Today is my mother’s birthday: more accurately, the 87th anniversary of her birth. She died in 1971 just days before her fiftieth birthday. Eleven years before she was diagnosed with a benign brain tumor: acoustic neuroma, Clinically speaking, this tumor is “a non-cancerous growth that arises from the 8th or vestibulo-cochlear nerve.” But the effects of her illness and treatment were as toxic as any chemotherapy would have been. At 11 I was too young to be included in the discussions of her disease, prognosis, and treatment. Invasive and targeted, today my memories of her illness are still as imbedded in my brain as her tumor was in hers.
Yesterday, while the rest of the family was out on holiday errands I decided to force myself to watch the Netflix movie that had been sitting next to the TV for months. Next in our queue was The Diving Bell and the Butterfly. While I couldn’t remember the film’s exact synopsis I knew it had something to do with a man locked in his body, unable to respond to the world around him. This certainly wasn’t on my list of comedic films I’d gravitated to recently, hence its longevity on our TV shelf. And as the plot unfolded I was totally unprepared for the striking similarities to my mother’s illness the film would convey. I was shocked at how raw my feelings and emotions were 48 years after the fact. And I was glad I was alone.
In the film, an adaptation of Jean-Dominique Bauby’s autobiography, the author describes the after-effects of a massive stroke that paralyzed most of his body. While there was nothing wrong with his ability to think and feel he was totally unable to move or speak. He was, as his doctors described, locked into his own body.
After my mother’s operation she too had been transformed. She didn’t have a stroke but the results of her operation left the right half of her body fixed and immobile. When Bauby’s neurologist first exams him and sees his right eye is not blinking I suddenly remembered my mother’s eye. His eyelid, my mother’s eyelid had to be sewn shut in order to preserve it. And the graphic nature of director Julien Schnabel’s depiction, shot as seen from Bauby’s eye as it’s being sewn shut was almost too much to bear. But I forced myself to look, ironically through cupped hands over my eyes. Usually reserved for horror movies, it’s a control mechanism we all use. Too much and we can quickly black out the horrific parts. I was prepared now but it hadn’t always been that way.
Until now I had always experienced my mother’s illness from an 11 year old’s perspective. I, too, had been locked in position all these years. Suddenly, I was experiencing it from my mother’s point of view. When we first see Bauby’s face, we see the sutures cementing his eyelids together. And his lips, the right sides of which are limp and distorted, brought back similar memories. The scene was only a few seconds long but it was as if this was a vision I’d had for decades. In fact it was.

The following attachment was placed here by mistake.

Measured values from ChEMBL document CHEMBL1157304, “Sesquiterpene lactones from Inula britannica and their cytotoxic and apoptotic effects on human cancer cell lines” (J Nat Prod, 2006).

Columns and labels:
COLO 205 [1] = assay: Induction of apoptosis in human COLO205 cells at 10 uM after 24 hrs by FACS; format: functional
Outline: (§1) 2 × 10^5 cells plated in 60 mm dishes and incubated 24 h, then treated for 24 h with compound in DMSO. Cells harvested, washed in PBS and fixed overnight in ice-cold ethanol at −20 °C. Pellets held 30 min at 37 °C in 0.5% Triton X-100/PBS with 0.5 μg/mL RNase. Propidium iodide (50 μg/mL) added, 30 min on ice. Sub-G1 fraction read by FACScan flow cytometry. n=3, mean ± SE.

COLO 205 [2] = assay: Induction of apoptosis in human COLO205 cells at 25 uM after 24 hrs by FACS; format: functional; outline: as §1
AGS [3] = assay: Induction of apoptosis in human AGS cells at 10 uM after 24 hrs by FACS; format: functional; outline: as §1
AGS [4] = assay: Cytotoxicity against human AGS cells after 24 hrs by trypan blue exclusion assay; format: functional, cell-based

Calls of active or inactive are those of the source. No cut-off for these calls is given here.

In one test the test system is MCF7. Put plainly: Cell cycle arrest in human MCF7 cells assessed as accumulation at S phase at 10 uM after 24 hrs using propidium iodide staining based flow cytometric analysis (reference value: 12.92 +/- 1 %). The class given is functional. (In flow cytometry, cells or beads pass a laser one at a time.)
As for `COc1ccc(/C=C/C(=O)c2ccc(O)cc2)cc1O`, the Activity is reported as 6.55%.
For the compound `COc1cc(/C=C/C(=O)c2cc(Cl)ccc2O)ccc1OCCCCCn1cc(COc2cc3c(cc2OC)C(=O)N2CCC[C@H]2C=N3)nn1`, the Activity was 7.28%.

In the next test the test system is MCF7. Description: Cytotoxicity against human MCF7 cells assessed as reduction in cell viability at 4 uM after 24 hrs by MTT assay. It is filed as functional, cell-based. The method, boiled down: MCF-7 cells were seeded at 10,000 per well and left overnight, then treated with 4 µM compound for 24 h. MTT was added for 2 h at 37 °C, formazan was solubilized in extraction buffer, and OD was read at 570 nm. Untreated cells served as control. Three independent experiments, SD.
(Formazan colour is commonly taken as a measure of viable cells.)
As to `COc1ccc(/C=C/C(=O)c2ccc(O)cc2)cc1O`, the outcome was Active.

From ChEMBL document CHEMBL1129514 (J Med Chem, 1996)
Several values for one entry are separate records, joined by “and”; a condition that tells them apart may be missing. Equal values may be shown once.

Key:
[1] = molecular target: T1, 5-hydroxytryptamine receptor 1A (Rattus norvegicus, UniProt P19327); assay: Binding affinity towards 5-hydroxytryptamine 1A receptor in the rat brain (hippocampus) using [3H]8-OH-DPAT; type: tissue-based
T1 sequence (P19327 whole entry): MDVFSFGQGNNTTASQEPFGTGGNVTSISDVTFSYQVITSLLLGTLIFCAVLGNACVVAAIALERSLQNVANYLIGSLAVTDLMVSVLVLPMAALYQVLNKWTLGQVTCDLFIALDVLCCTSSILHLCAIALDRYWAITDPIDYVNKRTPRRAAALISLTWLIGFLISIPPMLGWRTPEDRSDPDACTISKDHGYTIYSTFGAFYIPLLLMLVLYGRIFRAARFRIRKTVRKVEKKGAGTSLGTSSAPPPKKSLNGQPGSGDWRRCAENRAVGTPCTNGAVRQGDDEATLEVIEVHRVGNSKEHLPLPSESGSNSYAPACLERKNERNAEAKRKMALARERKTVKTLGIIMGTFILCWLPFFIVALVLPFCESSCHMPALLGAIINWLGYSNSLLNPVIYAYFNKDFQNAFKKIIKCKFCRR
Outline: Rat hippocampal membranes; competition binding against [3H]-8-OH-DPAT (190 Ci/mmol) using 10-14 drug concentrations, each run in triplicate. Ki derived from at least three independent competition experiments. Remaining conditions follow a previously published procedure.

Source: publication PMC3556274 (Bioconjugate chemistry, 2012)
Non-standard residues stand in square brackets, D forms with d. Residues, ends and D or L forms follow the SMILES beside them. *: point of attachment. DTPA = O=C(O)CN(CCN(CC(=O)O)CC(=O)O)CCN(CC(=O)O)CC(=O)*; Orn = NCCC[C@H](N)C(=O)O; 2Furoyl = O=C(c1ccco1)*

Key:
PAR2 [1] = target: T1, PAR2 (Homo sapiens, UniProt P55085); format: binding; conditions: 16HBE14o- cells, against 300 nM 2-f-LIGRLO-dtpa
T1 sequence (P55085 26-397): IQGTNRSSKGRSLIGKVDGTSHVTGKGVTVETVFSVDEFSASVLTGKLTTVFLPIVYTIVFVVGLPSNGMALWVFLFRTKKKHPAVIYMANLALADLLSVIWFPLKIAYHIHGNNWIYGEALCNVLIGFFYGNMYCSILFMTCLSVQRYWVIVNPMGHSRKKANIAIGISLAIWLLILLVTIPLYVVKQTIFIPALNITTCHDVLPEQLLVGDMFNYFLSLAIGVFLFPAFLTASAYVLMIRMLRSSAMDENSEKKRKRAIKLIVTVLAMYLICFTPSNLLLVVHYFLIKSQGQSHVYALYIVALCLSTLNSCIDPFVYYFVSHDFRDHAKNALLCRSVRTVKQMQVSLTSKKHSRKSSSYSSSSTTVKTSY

When my father came into my bedroom that evening, he sat me down and told me mom would have to have an operation. She had lost part of her hearing in her right ear and often would feel a sense of vertigo. The doctors had diagnosed the tumor and it had to be removed. I remember feeling scared but in a child’s way. My initial fears were not of death. I’d never experienced death before. They were more about change. What did this mean to me?
On the day of her operation I went to school. I felt special as I played during recess. My mother was going to have an operation today! Turning the day into a special event was my way of pushing away the fear. A couple of days later we went to the hospital for our first visit. That’s when my special event was replace by my new reality.
They brought my sister and me into a room. It was painted that dingy hospital green. We were sitting on a bench when they wheeled my mother in. Her hair had been cut and she had little clamps on her right eye to keep the lid shut. We engaged in that inane small talk that’s so typical of hospital room visits. My father was there and so was the 800 pound gorilla. We ignored the primate while my mother started to ask us questions. “Are you doing what grandma says?” she uttered. Her mouth transfixed me. Only half of it was moving.
At first Bauby doesn’t remember having his stroke. But his memories slowly return. He had just picked up his son in his new sports car to take him to the theater. They are driving along a country road engaging in father-son small talk. “Got any hair on your dick?” Bauby asks his son. “Not yet!” his son replies. Such an open and loving exchange, it reminded me of last week’s dinner conversation when my 10-year-old daughter suddenly announced that “Mom and I had a talk about periods today.” “Well, what do you think?” I asked. “Yech,” she replied. As the stroke begins we witness Bauby’s transformation. This would be the last normal conversation he would have with anyone.
As his son realizes the gravity of the situation and runs to the nearest house, the look on Bauby’s face is excruciating. His foot is glued to accelerator, spinning his tires. His contorted expression is part stroke and part realization that something awful is happening to him. He’s losing control of his body. Later we witness his shock at who he has become: “God, who is that? Me?” What did my mother think the first time she saw her face? I don’t remember what I thought and we aren’t clued in to what his son thought in later visits with his transformed father. Schnabel story is meant to be seen through Bauby’s “eyes.”
And through his eyes I connected with my mother’s life. While she could speak and walk with the help of a cane she always complained that she was in a “fog.” As a boy I was disconnected with those feelings. But on the eve of her birthday I was given the opportunity to remember her, not through my life but perhaps through hers.
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